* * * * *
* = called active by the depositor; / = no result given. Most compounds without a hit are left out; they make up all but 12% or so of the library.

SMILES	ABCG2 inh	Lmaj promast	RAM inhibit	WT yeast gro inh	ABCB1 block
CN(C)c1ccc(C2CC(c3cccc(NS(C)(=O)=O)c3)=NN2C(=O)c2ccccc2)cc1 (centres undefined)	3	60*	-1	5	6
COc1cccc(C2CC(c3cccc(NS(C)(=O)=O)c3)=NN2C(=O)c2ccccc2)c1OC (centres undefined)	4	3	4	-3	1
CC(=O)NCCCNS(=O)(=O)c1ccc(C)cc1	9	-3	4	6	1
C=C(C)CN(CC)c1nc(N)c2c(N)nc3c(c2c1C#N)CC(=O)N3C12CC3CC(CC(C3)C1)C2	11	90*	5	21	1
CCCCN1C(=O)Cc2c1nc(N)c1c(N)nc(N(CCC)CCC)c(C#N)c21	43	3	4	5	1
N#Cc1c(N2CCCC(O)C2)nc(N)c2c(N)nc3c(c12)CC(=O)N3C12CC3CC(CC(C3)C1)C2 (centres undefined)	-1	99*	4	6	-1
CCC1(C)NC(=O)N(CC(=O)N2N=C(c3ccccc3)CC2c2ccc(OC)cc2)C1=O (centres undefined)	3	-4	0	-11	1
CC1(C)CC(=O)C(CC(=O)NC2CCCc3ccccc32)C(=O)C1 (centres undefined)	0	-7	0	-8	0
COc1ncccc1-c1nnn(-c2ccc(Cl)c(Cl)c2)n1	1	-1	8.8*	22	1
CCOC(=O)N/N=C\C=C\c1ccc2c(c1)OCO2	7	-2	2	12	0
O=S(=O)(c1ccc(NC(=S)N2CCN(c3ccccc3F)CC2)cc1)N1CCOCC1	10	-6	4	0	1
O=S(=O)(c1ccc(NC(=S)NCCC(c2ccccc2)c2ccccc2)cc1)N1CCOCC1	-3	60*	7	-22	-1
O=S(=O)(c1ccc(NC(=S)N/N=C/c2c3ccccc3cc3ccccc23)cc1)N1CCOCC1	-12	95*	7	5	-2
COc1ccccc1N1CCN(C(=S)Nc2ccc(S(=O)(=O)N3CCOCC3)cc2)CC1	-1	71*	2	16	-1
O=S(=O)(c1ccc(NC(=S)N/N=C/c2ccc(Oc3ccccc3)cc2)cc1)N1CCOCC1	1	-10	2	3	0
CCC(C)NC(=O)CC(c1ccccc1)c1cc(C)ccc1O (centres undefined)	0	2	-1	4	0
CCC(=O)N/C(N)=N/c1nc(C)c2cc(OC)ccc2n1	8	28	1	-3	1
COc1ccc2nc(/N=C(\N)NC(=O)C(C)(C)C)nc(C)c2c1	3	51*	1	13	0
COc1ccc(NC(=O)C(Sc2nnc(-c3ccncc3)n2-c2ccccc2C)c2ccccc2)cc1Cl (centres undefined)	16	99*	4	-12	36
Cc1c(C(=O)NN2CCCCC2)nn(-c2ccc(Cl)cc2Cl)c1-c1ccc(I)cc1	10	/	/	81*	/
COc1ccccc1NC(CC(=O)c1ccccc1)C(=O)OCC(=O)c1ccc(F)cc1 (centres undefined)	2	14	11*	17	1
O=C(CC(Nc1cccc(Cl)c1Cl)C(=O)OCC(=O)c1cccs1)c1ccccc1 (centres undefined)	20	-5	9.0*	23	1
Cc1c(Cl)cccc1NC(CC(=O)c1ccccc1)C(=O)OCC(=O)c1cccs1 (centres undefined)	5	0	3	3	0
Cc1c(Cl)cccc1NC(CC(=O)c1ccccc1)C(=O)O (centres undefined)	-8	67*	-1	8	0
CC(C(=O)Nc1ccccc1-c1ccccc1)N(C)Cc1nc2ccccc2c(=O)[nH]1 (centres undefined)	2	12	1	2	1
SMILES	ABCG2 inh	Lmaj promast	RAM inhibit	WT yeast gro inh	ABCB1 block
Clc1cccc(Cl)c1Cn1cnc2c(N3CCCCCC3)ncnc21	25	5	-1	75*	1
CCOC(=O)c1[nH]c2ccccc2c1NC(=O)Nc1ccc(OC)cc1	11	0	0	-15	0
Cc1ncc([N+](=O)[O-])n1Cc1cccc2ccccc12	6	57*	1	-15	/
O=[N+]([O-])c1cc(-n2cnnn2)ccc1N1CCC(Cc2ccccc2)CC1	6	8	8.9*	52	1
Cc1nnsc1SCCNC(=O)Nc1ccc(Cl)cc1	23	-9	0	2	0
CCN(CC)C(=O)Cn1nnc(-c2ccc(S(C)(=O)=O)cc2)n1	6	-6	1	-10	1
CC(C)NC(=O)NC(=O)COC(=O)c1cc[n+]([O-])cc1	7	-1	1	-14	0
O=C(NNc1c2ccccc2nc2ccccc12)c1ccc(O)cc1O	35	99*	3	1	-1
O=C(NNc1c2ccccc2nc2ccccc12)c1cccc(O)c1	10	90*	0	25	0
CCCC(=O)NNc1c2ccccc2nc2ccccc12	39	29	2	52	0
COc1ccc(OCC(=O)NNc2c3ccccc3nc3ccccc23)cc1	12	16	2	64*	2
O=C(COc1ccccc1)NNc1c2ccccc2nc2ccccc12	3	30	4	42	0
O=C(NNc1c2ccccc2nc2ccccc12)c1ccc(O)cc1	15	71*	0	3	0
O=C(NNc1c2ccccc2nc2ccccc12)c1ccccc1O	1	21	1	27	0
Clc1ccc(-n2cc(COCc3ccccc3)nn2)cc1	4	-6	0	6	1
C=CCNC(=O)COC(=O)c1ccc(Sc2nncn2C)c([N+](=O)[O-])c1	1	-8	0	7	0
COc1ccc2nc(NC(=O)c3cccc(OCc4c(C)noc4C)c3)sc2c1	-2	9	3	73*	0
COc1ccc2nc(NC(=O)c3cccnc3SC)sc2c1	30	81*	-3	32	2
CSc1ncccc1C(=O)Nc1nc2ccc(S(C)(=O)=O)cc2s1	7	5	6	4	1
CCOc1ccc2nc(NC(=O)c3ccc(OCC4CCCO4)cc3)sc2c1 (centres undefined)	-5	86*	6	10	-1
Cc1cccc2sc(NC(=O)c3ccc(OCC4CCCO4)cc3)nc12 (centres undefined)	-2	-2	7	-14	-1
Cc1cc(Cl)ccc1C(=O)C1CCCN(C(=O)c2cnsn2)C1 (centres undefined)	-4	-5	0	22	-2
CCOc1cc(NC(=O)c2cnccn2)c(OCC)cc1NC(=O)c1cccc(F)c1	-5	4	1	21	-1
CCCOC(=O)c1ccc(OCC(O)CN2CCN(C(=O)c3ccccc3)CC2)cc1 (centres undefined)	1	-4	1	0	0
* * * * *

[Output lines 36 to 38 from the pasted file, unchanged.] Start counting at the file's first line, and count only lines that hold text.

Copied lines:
O=C(NNc1c2ccccc2nc2ccccc12)c1ccc(O)cc1O	35	99*	3	1	-1
O=C(NNc1c2ccccc2nc2ccccc12)c1cccc(O)c1	10	90*	0	25	0
CCCC(=O)NNc1c2ccccc2nc2ccccc12	39	29	2	52	0